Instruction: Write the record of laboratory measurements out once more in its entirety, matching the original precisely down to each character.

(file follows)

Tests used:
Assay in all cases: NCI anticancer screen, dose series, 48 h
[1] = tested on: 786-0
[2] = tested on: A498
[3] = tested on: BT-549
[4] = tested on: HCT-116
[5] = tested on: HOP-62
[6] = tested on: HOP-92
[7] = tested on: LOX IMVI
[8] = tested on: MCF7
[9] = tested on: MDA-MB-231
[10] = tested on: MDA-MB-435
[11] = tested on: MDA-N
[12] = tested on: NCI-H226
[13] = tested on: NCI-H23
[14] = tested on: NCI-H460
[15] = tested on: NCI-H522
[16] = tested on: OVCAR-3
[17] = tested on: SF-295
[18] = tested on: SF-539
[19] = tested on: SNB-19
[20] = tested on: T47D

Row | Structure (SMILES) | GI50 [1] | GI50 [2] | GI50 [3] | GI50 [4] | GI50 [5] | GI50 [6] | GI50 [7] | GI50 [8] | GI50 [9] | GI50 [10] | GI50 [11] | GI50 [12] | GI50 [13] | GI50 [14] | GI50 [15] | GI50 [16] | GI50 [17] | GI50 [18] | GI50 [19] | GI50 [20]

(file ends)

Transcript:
Tests used:
Assay in all cases: NCI anticancer screen, dose series, 48 h
[1] = tested on: 786-0
[2] = tested on: A498
[3] = tested on: BT-549
[4] = tested on: HCT-116
[5] = tested on: HOP-62
[6] = tested on: HOP-92
[7] = tested on: LOX IMVI
[8] = tested on: MCF7
[9] = tested on: MDA-MB-231
[10] = tested on: MDA-MB-435
[11] = tested on: MDA-N
[12] = tested on: NCI-H226
[13] = tested on: NCI-H23
[14] = tested on: NCI-H460
[15] = tested on: NCI-H522
[16] = tested on: OVCAR-3
[17] = tested on: SF-295
[18] = tested on: SF-539
[19] = tested on: SNB-19
[20] = tested on: T47D

Row | Structure (SMILES) | GI50 [1] | GI50 [2] | GI50 [3] | GI50 [4] | GI50 [5] | GI50 [6] | GI50 [7] | GI50 [8] | GI50 [9] | GI50 [10] | GI50 [11] | GI50 [12] | GI50 [13] | GI50 [14] | GI50 [15] | GI50 [16] | GI50 [17] | GI50 [18] | GI50 [19] | GI50 [20]